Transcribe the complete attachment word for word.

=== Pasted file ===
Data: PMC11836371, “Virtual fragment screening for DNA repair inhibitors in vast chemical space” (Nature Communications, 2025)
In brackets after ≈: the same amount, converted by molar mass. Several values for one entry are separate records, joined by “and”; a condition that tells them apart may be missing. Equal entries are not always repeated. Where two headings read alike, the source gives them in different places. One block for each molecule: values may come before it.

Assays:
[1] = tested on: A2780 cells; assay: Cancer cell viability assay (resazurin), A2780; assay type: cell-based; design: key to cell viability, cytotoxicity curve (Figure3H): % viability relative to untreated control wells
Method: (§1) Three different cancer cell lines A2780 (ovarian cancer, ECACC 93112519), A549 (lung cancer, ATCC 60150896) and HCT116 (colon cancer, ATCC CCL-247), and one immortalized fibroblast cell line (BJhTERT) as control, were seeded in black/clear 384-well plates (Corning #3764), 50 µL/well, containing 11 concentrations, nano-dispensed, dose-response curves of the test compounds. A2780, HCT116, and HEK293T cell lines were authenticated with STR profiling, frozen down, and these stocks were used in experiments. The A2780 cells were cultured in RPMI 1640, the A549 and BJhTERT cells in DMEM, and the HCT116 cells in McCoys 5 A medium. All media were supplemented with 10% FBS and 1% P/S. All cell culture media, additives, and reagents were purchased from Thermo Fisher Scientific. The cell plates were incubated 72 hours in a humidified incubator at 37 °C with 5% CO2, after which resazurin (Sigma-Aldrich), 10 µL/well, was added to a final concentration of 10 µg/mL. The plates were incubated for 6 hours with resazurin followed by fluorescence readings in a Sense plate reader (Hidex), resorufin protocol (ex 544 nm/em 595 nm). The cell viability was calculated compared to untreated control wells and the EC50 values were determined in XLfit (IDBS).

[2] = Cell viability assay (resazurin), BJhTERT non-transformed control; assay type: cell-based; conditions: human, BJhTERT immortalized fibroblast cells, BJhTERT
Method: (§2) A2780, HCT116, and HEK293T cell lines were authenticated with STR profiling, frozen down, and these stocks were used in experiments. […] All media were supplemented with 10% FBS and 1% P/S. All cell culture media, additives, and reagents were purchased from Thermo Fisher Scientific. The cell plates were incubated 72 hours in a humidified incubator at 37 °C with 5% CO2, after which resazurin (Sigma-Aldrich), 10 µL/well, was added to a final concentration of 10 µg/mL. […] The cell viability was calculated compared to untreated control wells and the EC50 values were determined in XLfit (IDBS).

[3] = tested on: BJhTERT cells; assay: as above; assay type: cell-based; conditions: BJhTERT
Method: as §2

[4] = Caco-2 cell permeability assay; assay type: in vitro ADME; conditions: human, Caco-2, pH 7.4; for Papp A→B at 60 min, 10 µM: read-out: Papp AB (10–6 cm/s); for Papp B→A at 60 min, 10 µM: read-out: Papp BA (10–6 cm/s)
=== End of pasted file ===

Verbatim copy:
Data: PMC11836371, “Virtual fragment screening for DNA repair inhibitors in vast chemical space” (Nature Communications, 2025)
In brackets after ≈: the same amount, converted by molar mass. Several values for one entry are separate records, joined by “and”; a condition that tells them apart may be missing. Equal entries are not always repeated. Where two headings read alike, the source gives them in different places. One block for each molecule: values may come before it.

Assays:
[1] = tested on: A2780 cells; assay: Cancer cell viability assay (resazurin), A2780; assay type: cell-based; design: key to cell viability, cytotoxicity curve (Figure3H): % viability relative to untreated control wells
Method: (§1) Three different cancer cell lines A2780 (ovarian cancer, ECACC 93112519), A549 (lung cancer, ATCC 60150896) and HCT116 (colon cancer, ATCC CCL-247), and one immortalized fibroblast cell line (BJhTERT) as control, were seeded in black/clear 384-well plates (Corning #3764), 50 µL/well, containing 11 concentrations, nano-dispensed, dose-response curves of the test compounds. A2780, HCT116, and HEK293T cell lines were authenticated with STR profiling, frozen down, and these stocks were used in experiments. The A2780 cells were cultured in RPMI 1640, the A549 and BJhTERT cells in DMEM, and the HCT116 cells in McCoys 5 A medium. All media were supplemented with 10% FBS and 1% P/S. All cell culture media, additives, and reagents were purchased from Thermo Fisher Scientific. The cell plates were incubated 72 hours in a humidified incubator at 37 °C with 5% CO2, after which resazurin (Sigma-Aldrich), 10 µL/well, was added to a final concentration of 10 µg/mL. The plates were incubated for 6 hours with resazurin followed by fluorescence readings in a Sense plate reader (Hidex), resorufin protocol (ex 544 nm/em 595 nm). The cell viability was calculated compared to untreated control wells and the EC50 values were determined in XLfit (IDBS).

[2] = Cell viability assay (resazurin), BJhTERT non-transformed control; assay type: cell-based; conditions: human, BJhTERT immortalized fibroblast cells, BJhTERT
Method: (§2) A2780, HCT116, and HEK293T cell lines were authenticated with STR profiling, frozen down, and these stocks were used in experiments. […] All media were supplemented with 10% FBS and 1% P/S. All cell culture media, additives, and reagents were purchased from Thermo Fisher Scientific. The cell plates were incubated 72 hours in a humidified incubator at 37 °C with 5% CO2, after which resazurin (Sigma-Aldrich), 10 µL/well, was added to a final concentration of 10 µg/mL. […] The cell viability was calculated compared to untreated control wells and the EC50 values were determined in XLfit (IDBS).

[3] = tested on: BJhTERT cells; assay: as above; assay type: cell-based; conditions: BJhTERT
Method: as §2

[4] = Caco-2 cell permeability assay; assay type: in vitro ADME; conditions: human, Caco-2, pH 7.4; for Papp A→B at 60 min, 10 µM: read-out: Papp AB (10–6 cm/s); for Papp B→A at 60 min, 10 µM: read-out: Papp BA (10–6 cm/s)